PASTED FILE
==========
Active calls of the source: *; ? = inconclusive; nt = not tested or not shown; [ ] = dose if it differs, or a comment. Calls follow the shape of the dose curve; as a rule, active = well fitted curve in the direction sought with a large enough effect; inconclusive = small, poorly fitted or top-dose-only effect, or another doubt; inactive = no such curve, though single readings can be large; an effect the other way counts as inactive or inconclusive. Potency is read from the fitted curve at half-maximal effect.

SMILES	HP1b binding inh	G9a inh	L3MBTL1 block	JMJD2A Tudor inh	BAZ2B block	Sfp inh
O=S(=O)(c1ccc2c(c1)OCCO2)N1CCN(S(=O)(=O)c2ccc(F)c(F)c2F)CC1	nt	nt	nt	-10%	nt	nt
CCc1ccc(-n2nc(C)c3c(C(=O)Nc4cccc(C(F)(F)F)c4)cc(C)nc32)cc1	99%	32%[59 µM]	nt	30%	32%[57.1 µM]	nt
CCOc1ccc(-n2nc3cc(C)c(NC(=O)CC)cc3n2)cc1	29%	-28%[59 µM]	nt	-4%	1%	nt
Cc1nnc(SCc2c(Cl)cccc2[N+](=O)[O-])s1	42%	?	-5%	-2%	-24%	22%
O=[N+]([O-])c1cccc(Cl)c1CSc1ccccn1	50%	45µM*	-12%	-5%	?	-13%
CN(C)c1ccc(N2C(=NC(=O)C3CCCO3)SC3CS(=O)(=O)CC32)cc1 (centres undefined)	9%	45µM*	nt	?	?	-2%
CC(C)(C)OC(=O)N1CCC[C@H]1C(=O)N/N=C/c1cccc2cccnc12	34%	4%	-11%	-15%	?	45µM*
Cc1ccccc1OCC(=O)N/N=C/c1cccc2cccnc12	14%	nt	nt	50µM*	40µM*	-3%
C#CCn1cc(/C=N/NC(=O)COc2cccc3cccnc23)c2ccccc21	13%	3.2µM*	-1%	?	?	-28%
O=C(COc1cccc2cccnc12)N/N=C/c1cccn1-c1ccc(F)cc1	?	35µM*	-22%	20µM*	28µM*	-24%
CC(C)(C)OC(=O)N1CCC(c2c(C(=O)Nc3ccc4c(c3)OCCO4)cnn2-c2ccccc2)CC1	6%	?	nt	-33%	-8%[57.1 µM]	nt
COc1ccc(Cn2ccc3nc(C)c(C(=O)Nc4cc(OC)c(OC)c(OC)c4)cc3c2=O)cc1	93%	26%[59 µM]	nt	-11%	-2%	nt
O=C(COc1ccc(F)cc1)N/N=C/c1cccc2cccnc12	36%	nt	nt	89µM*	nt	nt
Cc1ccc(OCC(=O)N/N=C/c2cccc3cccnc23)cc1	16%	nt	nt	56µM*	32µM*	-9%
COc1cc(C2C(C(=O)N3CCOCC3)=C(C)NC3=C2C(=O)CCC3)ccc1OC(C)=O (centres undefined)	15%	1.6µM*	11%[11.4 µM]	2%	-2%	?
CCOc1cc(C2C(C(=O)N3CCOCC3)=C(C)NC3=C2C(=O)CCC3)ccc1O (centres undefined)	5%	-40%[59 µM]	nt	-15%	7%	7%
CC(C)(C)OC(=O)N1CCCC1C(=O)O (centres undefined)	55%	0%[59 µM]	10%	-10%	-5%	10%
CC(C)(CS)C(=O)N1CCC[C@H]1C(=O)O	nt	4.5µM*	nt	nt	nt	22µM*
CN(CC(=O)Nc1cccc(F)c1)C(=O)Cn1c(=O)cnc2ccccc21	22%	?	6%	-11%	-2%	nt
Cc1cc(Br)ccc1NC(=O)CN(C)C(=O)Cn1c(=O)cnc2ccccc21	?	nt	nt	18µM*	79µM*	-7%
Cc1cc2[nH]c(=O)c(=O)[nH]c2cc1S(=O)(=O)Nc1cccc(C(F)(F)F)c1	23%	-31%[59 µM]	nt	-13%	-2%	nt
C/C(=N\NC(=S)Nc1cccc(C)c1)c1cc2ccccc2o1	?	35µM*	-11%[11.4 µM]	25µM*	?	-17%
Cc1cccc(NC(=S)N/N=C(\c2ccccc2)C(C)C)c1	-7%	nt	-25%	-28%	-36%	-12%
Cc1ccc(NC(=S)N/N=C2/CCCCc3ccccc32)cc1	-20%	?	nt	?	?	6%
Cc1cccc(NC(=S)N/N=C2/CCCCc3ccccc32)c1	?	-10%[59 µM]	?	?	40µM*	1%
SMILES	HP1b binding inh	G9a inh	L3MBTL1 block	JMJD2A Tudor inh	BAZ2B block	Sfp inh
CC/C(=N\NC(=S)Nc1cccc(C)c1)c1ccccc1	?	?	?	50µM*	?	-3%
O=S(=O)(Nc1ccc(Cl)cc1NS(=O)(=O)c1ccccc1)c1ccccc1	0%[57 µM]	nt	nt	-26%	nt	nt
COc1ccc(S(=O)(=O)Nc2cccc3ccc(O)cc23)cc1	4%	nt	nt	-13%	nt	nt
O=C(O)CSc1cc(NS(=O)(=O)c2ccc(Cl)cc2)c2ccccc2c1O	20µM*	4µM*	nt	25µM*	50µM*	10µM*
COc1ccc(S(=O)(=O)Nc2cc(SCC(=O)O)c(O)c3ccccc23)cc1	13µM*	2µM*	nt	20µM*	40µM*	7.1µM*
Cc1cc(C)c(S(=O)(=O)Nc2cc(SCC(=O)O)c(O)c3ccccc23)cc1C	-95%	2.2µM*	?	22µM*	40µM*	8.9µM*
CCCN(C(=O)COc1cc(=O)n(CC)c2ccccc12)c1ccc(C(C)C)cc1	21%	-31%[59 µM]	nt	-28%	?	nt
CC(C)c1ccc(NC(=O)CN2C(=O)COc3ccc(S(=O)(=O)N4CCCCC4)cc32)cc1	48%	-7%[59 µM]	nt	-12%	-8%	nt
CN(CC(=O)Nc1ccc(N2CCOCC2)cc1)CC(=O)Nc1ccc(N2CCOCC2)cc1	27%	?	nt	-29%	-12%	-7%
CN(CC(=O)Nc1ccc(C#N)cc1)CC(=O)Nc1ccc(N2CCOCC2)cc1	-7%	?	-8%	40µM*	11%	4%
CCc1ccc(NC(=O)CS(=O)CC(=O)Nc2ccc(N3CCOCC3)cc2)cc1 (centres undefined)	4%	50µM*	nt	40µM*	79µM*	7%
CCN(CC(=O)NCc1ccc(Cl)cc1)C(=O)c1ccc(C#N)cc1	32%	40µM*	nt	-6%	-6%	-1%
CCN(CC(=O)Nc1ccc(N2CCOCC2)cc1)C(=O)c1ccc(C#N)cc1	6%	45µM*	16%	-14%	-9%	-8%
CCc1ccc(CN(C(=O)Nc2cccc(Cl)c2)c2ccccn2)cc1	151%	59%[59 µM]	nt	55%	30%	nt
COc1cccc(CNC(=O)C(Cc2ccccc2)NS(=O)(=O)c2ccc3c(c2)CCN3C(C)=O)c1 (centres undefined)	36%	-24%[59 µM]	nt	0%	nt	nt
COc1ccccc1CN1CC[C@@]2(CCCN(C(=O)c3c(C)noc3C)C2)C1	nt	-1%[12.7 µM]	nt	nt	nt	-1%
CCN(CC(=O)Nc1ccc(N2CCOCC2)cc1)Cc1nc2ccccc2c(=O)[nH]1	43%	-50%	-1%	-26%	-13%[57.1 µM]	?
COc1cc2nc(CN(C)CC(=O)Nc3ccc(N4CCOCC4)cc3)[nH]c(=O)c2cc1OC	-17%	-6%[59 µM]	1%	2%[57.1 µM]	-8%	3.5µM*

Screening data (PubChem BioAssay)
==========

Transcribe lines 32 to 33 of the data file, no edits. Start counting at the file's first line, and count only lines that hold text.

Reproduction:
O=C(O)CSc1cc(NS(=O)(=O)c2ccc(Cl)cc2)c2ccccc2c1O	20µM*	4µM*	nt	25µM*	50µM*	10µM*
COc1ccc(S(=O)(=O)Nc2cc(SCC(=O)O)c(O)c3ccccc23)cc1	13µM*	2µM*	nt	20µM*	40µM*	7.1µM*